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Shaped like carrots, parsnips are a root vegetable in the same family as carrots, celery and parsley and originated in Europe and Asia. Before sugar cane was introduced in Europe, parsnip was used as a sweetener, as they have a slighty nutty, sweet flavor. Sadly, once sugar was introduced into Europe, parsnip became the ‘forgotten’ vegetable, and carrots took center stage. Spicier than carrots, parsnips can be eaten raw in salads, or blended in soups or casseroles, served on the side, mashed with potatoes or even or fried as chips. Mix with pomegranate and quinoa for a perfect holiday side dish, and for a savory gluten free stuffing, combine parsnips with carrots, mushrooms, onion and spices and wow your guests! Some chefs will use this sweet vegetable to sweeten cakes, pie and bread, and even blend with milk and sugar to make delicious ice cream!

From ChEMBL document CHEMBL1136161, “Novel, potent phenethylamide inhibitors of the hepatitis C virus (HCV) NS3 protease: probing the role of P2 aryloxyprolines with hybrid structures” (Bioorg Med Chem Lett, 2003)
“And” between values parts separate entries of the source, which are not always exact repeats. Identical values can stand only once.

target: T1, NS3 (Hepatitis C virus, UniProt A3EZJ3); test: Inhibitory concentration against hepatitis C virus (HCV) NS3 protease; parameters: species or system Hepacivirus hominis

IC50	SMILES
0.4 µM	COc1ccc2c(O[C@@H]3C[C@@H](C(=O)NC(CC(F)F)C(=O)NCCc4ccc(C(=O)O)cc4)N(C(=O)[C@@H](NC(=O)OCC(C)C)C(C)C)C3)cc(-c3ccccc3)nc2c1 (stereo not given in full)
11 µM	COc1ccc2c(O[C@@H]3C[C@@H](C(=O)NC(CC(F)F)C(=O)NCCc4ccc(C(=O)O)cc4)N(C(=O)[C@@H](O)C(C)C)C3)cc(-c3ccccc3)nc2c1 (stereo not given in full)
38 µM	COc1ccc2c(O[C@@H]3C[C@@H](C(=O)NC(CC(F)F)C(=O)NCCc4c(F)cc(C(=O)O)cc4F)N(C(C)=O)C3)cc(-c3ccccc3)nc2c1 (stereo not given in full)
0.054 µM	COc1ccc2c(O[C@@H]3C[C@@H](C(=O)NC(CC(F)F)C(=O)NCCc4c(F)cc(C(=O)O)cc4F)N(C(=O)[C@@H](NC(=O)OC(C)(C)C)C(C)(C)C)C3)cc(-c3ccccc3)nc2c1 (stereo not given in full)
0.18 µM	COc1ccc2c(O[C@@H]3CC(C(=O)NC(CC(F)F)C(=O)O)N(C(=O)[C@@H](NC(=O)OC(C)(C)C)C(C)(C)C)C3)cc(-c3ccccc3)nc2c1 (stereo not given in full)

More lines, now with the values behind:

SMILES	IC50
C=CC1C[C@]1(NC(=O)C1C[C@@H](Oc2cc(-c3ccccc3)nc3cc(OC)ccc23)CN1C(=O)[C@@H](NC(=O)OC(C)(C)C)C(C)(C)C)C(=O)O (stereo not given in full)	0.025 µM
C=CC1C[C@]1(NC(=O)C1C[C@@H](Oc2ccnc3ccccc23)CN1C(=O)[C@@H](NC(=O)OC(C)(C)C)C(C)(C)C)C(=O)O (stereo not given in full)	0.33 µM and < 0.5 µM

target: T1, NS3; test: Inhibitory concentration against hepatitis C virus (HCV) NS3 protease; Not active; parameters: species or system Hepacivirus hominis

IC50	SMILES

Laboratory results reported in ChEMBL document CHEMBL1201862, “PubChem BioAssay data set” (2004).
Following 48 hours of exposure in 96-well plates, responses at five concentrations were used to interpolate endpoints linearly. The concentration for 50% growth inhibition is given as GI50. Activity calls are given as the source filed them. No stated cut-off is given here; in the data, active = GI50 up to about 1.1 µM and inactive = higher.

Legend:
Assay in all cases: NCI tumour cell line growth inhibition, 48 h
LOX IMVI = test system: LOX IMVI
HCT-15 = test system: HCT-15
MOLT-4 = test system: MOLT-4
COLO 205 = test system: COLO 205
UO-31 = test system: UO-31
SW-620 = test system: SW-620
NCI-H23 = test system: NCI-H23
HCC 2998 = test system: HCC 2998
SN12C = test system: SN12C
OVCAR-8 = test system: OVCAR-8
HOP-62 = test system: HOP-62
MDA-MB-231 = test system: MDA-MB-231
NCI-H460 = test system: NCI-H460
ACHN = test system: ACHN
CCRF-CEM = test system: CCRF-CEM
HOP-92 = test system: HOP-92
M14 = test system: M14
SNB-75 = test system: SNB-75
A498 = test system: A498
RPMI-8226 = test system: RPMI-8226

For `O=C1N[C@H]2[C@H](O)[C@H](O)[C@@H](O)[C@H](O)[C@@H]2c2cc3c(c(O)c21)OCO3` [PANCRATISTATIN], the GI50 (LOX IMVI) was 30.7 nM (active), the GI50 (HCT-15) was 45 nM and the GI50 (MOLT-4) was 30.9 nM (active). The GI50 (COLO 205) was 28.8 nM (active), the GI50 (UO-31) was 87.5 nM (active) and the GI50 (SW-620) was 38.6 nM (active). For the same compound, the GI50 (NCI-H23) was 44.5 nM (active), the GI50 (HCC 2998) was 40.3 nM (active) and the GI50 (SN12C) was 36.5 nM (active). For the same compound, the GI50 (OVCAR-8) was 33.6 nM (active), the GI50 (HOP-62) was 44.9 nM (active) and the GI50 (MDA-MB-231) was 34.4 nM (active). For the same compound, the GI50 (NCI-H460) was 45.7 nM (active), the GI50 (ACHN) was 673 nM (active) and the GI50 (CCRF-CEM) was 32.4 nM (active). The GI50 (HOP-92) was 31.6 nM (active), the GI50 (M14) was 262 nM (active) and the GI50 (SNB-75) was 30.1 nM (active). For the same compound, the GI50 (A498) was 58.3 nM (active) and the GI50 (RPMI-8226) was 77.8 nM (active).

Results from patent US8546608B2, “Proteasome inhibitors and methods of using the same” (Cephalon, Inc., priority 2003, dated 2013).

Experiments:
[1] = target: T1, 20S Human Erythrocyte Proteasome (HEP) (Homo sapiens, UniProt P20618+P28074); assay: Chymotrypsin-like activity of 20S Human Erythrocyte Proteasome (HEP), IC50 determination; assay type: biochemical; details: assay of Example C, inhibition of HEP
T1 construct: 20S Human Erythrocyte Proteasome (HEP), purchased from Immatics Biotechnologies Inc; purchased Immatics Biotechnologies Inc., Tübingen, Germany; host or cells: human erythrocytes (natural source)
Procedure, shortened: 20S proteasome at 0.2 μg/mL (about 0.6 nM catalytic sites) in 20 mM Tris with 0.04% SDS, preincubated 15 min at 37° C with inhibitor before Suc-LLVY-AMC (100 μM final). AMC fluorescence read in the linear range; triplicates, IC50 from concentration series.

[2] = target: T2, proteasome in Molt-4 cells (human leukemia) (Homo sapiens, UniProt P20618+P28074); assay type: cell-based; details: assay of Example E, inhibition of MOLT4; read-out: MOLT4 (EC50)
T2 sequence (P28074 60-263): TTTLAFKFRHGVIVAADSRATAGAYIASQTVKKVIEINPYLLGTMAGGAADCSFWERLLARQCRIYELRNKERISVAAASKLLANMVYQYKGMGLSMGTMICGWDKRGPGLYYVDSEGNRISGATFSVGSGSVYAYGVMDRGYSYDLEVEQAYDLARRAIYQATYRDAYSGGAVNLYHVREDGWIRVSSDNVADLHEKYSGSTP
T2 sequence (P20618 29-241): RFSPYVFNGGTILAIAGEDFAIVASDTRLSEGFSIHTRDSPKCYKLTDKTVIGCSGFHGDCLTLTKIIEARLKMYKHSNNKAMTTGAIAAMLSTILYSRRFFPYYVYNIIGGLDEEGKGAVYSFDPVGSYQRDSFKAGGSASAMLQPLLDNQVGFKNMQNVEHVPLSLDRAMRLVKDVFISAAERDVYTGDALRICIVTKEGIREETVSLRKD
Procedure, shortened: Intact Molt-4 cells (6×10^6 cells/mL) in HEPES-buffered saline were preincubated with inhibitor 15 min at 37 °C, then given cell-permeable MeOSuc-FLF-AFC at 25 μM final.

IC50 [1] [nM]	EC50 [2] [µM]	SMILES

High in fiber, vitamins B-complex, B-6, C, E, K, folic acid, thiamin, iron, calcium, copper, potassium, phosphorus, maganese and folate, and loaded with antioxidants, parsnips are an anti-inflammatory and antifungal, boosts the immune system and is even known to reduce risk of cancer. The unusually high vitamin C and mineral content helps maintain healthy connective tissue, aids digestion, controls heart rate and blood pressure, and even improves brain function. and vision!
Easy to grow, this hardy vegetable is a great addition to your garden and can be planted between April to June in full sun. Parsnips can be harvested from late fall through January, and are at their sweetest after a frost. Once harvested, parsnips quickly turn soft, and are best left in the ground until needed.
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